(part of our Madhya Pradesh roadtrip)
Mandu is called India’s best preserved medieval city, and justifiably so. Built by the Malwa governor Dilawar Khan in 1400, Mandu had an interesting 300 years of existence before it ceased being a capital and then was abandoned due to plague. Mandu is very similar to Hampi in the sense that they are both medieval cities spread over a huge area, abandoned after a couple of centuries of prosperity. Hampi is set along the Tungabhadra river, while Mandu is set amidst beautiful lakes. The difference is that Hampi is set in a dry area of the Deccan region while Mandu is covered in greenery.
(Bhopal to Mandu is about 300 km, most of it on the NH3, which continues to be a charming road. From Mhow, we had to branch off on a small two lane road which heads towards Mandu. Here we had another Google Maps error – chose the wrong road – which wasn’t as bad as the Vidisha road, but was about 25 min of broken road. After we rejoined the correct road, the road started climbing onto the Malwa plateau and soon we arrived in Mandu)
When we were there in October, ground still wet with light showers and lakes brimming with water. That particular evening, the sky was a beautifully overcast, pregnant with rain. It blessed the entire landscape with a softness – the kind that you can see after a light shower during monsoons – when everything seems to be fresh and glowing. For two travel weary people on the 4th day on the road, the weather and the beauty of Mandu was like instant rejuvenation.
After checking into the MPTDC hotel (where we had chosen swiss tents overlooking valleys), we headed back to Jama Masjid, which is the centre of town. All the guides, touristy stalls etc are to be found here – where we picked up our guide as well.
Mandu is a ruined city of predominantly muslim architecture, spread over 20sq km, interspersed with thinly forested areas, fields and lakes. In the rains, the beautiful domed structures standing amidst the greenery look very romantic – and entire of Mandu seems to be a celebration of Rupmati & Baz Bahadur’s love story. Baz Bahadur was the ruler of Malwa in 1550, and a patron of arts. According to Malwa legend, Rupmati was a singer par excellence and Baz Bahadur was enamored by her voice. Desperately in love, he beseeched Rupmati to marry him and move with him to Mandu. Rupmati apparently was a worshipper of Narmada (the river) and Mandu is at some distance from the river. So Baz Bahadur constructed a building specifically for her at the edge of the plateau, from where, in the vast plains, the river Narmada is visible. This building is called Rupmati’s pavilion, and it is an enchanting place to be at sunset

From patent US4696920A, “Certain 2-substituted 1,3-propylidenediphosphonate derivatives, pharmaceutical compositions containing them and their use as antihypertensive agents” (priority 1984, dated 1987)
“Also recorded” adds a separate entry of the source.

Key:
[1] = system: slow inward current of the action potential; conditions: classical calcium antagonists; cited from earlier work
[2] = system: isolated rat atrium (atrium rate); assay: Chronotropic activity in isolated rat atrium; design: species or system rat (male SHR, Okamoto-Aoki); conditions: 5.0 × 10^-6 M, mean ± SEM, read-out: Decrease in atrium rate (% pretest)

So Rupmati moved into Mandu, a muslim king and a hindu singer. It is not very clear whether they were married, but their love story was one for the ages it seems. Unfortunately for them, tales of Rupmati’s beauty had reached Adham Khan, Akbar’s military commander. He attacked Malwa in 1561, and defeated Baz Bahadur. Rupmati consumed poison and thus ended the most famous love story of Malwa. But when you stand on Rupmati’s pavilion and gaze to Baz Bahadur’s palace (pic above), you can imagine centuries before, Rupmati doing the same.
There are several iconic buildings in Mandu. At the town centre is Jama Masjid. Modelled on the famous Great Mosque of Damascus, it is grand building with a huge pillared hall and huge courtyard. There is also a throne in the middle of the hall, so it is not clear whether it was a mosque or was it converted into a durbar for the king.